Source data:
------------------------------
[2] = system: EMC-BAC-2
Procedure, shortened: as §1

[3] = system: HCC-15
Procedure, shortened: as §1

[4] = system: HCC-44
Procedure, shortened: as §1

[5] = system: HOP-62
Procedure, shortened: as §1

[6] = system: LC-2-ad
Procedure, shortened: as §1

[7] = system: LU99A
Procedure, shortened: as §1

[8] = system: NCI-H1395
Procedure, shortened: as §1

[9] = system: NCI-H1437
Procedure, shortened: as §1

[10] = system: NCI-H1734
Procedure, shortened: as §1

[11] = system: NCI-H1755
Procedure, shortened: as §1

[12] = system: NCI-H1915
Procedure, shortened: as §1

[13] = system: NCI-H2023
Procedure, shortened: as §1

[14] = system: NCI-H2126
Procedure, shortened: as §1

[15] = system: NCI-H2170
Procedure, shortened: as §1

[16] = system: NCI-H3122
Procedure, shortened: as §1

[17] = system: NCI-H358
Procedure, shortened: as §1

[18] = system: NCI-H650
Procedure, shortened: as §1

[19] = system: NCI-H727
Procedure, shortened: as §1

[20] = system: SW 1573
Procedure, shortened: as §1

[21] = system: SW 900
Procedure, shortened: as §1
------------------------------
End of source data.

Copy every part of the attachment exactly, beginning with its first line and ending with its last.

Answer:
[2] = system: EMC-BAC-2
Procedure, shortened: as §1

[3] = system: HCC-15
Procedure, shortened: as §1

[4] = system: HCC-44
Procedure, shortened: as §1

[5] = system: HOP-62
Procedure, shortened: as §1

[6] = system: LC-2-ad
Procedure, shortened: as §1

[7] = system: LU99A
Procedure, shortened: as §1

[8] = system: NCI-H1395
Procedure, shortened: as §1

[9] = system: NCI-H1437
Procedure, shortened: as §1

[10] = system: NCI-H1734
Procedure, shortened: as §1

[11] = system: NCI-H1755
Procedure, shortened: as §1

[12] = system: NCI-H1915
Procedure, shortened: as §1

[13] = system: NCI-H2023
Procedure, shortened: as §1

[14] = system: NCI-H2126
Procedure, shortened: as §1

[15] = system: NCI-H2170
Procedure, shortened: as §1

[16] = system: NCI-H3122
Procedure, shortened: as §1

[17] = system: NCI-H358
Procedure, shortened: as §1

[18] = system: NCI-H650
Procedure, shortened: as §1

[19] = system: NCI-H727
Procedure, shortened: as §1

[20] = system: SW 1573
Procedure, shortened: as §1

[21] = system: SW 900
Procedure, shortened: as §1